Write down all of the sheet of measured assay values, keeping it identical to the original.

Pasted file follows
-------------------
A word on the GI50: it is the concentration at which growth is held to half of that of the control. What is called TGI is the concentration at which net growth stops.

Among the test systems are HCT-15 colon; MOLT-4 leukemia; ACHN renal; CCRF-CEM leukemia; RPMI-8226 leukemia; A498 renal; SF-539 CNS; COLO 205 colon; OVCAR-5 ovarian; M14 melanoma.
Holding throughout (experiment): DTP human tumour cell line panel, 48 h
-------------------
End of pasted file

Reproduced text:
A word on the GI50: it is the concentration at which growth is held to half of that of the control. What is called TGI is the concentration at which net growth stops.

Among the test systems are HCT-15 colon; MOLT-4 leukemia; ACHN renal; CCRF-CEM leukemia; RPMI-8226 leukemia; A498 renal; SF-539 CNS; COLO 205 colon; OVCAR-5 ovarian; M14 melanoma.
Holding throughout (experiment): DTP human tumour cell line panel, 48 h